Islamic State fighters defiant after U.S. airstrikes
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JUDY WOODRUFF: U.S. warplanes struck targets in Iraq today for the first time since American troops pulled out in 2011.
Our chief foreign affairs correspondent, Margaret Warner, has the story.
MARGARET WARNER: Smoke rose over Irbil, as U.S. airstrikes hit fighters of the militant Islamic State group in the north.A pair of FA-18’s like these carried out the strikes. The Pentagon said they dropped two 500-pound bombs on artillery that was shelling Kurdish forces. Later, warplanes and unmanned drone struck again, hitting a mortar and a convoy of vehicles.
PRESIDENT BARACK OBAMA: America is coming to help.
MARGARET WARNER: President Obama announced the military action last night, as new advances by the Islamic State forces threatened minority Christians and Yazidis. Thousands have fled in terror and are stranded on Sinjar Mountain without food or water.
PRESIDENT BARACK OBAMA: When we face a situation like we do on that mountain, with innocent people facing the prospect of violence on a horrific scale, when we have a mandate to help, and when we have the unique capabilities to help avert a massacre, then I believe the United States of America cannot turn a blind eye. We can act, carefully and responsibly, to prevent a potential act of genocide.
MARGARET WARNER: He also announced airdrops of humanitarian aid. Overnight, cargo planes took in 5,300 gallons of water and 8,000 prepackaged meals.
Islamic State forces are also threatening the city of Irbil, capital of the Kurdistan regional government, whose Peshmerga fighters have been routed in battles this week with the Islamic State group. Its officials welcomed U.S. action.
KHALID JAMAL ALBER, General Director, Kurdish Ministry of Religious Affairs (through interpreter): We thank Barack Obama again, due to his decision that he will give military support to Peshmerga. He also makes sure that Kurdistan is the place for religious minorities.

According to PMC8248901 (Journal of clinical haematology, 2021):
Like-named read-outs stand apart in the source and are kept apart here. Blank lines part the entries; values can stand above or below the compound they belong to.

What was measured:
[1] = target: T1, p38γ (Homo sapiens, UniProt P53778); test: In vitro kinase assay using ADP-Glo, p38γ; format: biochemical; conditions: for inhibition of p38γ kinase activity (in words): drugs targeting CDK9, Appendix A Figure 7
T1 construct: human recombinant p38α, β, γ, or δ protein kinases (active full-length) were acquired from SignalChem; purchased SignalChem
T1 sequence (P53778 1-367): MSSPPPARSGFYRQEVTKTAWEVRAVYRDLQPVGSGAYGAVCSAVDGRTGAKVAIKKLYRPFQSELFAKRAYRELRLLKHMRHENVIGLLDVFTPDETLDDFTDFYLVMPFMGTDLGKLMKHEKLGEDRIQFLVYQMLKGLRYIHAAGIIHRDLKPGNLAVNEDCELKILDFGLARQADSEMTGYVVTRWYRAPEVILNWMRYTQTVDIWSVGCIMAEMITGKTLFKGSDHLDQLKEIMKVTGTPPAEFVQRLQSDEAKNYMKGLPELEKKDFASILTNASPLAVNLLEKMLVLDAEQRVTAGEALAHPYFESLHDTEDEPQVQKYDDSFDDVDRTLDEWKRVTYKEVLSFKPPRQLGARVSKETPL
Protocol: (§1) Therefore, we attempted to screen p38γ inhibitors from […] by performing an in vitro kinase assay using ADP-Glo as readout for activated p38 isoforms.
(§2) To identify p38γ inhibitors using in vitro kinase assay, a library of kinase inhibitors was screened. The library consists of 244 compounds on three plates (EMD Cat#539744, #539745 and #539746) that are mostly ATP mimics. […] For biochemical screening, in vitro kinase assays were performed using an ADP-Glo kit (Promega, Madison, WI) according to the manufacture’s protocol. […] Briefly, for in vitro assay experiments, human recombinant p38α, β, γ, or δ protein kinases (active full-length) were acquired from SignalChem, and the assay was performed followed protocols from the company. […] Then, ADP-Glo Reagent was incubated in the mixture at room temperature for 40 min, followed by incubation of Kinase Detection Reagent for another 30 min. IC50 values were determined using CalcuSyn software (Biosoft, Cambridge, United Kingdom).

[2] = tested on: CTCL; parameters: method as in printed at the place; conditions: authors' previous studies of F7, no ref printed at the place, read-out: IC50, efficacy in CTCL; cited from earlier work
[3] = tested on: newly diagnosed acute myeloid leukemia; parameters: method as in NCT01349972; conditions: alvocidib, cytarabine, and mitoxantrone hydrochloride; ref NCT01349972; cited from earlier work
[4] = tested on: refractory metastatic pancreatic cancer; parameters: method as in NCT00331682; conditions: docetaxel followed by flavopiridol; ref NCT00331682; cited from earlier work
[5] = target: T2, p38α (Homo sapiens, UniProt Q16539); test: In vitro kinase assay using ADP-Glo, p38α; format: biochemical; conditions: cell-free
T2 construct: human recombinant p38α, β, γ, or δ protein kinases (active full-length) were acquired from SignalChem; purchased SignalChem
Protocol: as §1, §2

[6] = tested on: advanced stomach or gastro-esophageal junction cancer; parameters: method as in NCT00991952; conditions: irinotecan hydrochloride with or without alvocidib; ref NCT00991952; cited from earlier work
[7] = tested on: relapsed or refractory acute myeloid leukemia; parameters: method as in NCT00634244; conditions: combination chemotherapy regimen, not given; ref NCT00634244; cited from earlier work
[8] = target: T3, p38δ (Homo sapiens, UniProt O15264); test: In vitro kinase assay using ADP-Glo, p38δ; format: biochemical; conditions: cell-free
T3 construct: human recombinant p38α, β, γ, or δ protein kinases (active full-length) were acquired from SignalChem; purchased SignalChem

MARGARET WARNER: But the Kurd’s foreign minister, Mustafa Bakir, told me this afternoon their Peshmerga forces need a lot more from the U.S. in equipment and training. He said — quote — “Our weapons are not sufficient against those used by this terrorist group and the tactics they are carrying out along our long border with them.”
Islamic State fighters were defiant. One told Reuters that the airstrikes would have — quote — “no impact on us.”
Back in Washington, leaders of both parties supported the move, but some Republicans called for tougher measures.
Senators John McCain of Arizona and Lindsey Graham of South Carolina said in a statement: “These actions are far from sufficient to meet the growing threat. We need a strategic approach, not just a humanitarian one. A policy of containment will not work.”
It was unclear how extensive the air campaign may be, but the president vowed again last night not to send combat troops back into Iraq.
The U.S. has had 800 military personnel there since June, as advisers to Iraqis and Kurds and security for U.S. facilities. Meanwhile, the political deadlock in Baghdad persists. Today, Iraq’s top Shiite cleric issued his strongest call yet for Prime Minister Nouri al-Maliki to go.
Grand Ayatollah al-Sistani spoke through a representative in Karbala.
ABDUL-MAHDI AL-KARBALAIE, Representative for Grand Ayatollah Ali al Sistani (through intrepreter): Insisting on staying in government posts, despite negative effects on the country, is a terrible mistake and any politician should avoid that.
MARGARET WARNER: The White House said again today the extent of future U.S. support depends on the formation of an inclusive Iraqi government.
JUDY WOODRUFF: We will have much more on all this, including an interview with the deputy national security adviser at the White House, right after the news summary.